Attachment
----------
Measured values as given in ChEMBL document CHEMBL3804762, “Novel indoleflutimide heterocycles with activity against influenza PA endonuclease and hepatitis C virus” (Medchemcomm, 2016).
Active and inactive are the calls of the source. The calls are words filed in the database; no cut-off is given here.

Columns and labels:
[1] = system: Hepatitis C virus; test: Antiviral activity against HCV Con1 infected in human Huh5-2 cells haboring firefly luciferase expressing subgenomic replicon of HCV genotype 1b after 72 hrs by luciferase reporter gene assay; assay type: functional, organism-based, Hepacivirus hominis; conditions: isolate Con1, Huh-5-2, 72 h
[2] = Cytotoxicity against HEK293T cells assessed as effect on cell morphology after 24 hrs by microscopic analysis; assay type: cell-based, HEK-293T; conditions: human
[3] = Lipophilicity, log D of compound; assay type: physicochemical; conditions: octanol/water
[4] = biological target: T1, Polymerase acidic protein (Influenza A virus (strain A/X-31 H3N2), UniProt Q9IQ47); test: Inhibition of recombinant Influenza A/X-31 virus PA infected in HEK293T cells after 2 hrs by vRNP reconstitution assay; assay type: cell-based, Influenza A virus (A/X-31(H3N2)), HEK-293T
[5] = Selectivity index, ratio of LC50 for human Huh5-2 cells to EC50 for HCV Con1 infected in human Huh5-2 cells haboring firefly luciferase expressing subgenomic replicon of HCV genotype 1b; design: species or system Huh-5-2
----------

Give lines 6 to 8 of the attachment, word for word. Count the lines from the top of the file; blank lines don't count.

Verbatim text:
[3] = Lipophilicity, log D of compound; assay type: physicochemical; conditions: octanol/water
[4] = biological target: T1, Polymerase acidic protein (Influenza A virus (strain A/X-31 H3N2), UniProt Q9IQ47); test: Inhibition of recombinant Influenza A/X-31 virus PA infected in HEK293T cells after 2 hrs by vRNP reconstitution assay; assay type: cell-based, Influenza A virus (A/X-31(H3N2)), HEK-293T
[5] = Selectivity index, ratio of LC50 for human Huh5-2 cells to EC50 for HCV Con1 infected in human Huh5-2 cells haboring firefly luciferase expressing subgenomic replicon of HCV genotype 1b; design: species or system Huh-5-2